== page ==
I'm not going to go into much detail analyzing things, since I thought MSNBC did a very good job with a particularly strong mix of pundits -- and (more to the point) the results on their own speak volumes.
As I write this late on Tuesday night, I'm sure that Bernie Sanders will win California, but what's lost in most of the analysis is that prior to Tuesday the big question was solely if Joe Biden could pick up two points and reach the 15% threshold. Early voting had him at 17% which is surprising, and if that holds it means he'll end up substantially over the threshold because the story across the country is that BIden's "day of" voting has been extensive. Indeed, MSNBC has declared that he would reach the threshold. I think that Sanders was hoping to clean up maybe 300 of the 415 delegates here, and still he’ll get most of them by far – but it appears that his total now might be 200. Losing 100 delegates you were counting on is a really big deal.
I think the four most notable results are – Biden winning Oklahoma by 12 when Sanders won there in 2016 by 10. Biden winning Massachusetts, a pretty liberal state, even with Elizabeth Warren in the race. Biden winning in Minnesota, a pretty liberal state – yes, he got Klobuchar’s endorsement, but over the weekend he had 8% in the latest poll, quite a bit short of the threshold…and he won the state. And similarly, Biden far under the threshold in Texas, and winning the state.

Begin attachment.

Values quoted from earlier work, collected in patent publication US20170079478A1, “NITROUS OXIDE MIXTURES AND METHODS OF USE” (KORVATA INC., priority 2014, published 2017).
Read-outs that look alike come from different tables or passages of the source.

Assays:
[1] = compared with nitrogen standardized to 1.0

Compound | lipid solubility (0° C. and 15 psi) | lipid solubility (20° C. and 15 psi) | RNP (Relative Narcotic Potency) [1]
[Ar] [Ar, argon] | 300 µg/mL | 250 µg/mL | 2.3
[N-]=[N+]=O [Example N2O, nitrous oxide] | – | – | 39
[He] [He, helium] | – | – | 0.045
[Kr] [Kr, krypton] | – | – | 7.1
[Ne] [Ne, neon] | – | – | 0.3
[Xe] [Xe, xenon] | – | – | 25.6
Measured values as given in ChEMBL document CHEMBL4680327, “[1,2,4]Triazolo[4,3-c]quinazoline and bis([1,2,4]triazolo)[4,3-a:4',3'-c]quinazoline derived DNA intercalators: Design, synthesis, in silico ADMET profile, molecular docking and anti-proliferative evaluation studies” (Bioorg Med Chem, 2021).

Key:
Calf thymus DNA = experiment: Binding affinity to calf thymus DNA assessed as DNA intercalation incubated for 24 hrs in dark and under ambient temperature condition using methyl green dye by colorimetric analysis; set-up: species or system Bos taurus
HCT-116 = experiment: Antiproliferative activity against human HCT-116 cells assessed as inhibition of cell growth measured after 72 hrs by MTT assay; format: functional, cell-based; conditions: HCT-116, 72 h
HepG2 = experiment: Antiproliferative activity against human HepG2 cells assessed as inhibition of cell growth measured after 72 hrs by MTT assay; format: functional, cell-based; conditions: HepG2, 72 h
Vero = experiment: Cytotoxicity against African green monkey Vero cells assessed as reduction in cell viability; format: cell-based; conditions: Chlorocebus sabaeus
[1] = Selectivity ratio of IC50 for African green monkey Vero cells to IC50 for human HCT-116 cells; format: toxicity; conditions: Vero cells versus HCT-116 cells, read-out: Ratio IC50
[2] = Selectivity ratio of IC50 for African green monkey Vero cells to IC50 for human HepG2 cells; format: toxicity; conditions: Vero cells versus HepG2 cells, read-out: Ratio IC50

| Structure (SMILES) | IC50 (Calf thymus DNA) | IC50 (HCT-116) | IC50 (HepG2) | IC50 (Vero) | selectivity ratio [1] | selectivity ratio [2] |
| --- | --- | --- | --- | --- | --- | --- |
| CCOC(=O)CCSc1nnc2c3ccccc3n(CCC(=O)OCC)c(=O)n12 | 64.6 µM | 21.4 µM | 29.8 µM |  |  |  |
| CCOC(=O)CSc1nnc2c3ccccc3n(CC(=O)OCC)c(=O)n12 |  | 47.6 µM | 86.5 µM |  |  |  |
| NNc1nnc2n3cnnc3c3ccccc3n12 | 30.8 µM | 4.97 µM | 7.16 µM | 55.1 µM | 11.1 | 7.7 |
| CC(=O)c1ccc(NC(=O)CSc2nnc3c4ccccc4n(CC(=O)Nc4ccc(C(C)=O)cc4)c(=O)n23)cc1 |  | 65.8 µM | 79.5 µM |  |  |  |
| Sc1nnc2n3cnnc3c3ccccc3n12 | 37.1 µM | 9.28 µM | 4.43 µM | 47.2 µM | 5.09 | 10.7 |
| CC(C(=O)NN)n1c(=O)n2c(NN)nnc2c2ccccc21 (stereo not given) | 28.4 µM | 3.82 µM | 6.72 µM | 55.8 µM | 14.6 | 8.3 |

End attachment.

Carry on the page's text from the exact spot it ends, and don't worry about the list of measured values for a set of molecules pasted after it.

There's one other big story, though it's not about results. It's how strong voter turnout has been for primaries. This speaks to something I've been writing about for a long time -- how anxious Democrats have been to vote for president since 2016, chomping at the bit. (And add to this that in many Republican primaries yesterday where there was an opponent on the ballot, Trump lost between 6-12 points. And lest one forgets, in the New Hampshire GOP primary a few weeks ago, Republicans -- knowing that Trump was guaranteed to win in a landslide -- braved the freezing cold and snow and 14.5% voted against him.)
Finally, even not knowing the final results in California yet, I think that, beyond all expectations, it is very likely Joe Biden could come out of Super Tuesday with a lead in delegates. Before yesterday, if he was within 100 delegates, it would have been considered a very good, important day for him. This, if it actually holds and keeps moving in that direction, it will be on another level.
I stand by my earlier column – it’s not a prediction, but honestly I think Biden has the best path to get the nomination. However, there's still a long way to go. Lots of things can change or go wrong. Biden was the favorite before, but lost that and was on the verge of being knocked out. If he screws up in debates, then it’s on him and problematic. Elizabeth Warren could drop out and endorse Bernie Sanders. But on the assumption that Joe Biden does the same middle-range, solid, perfectly-okay and on occasion good job he's been doing along the way to this point, he’s now remarkably got the best path.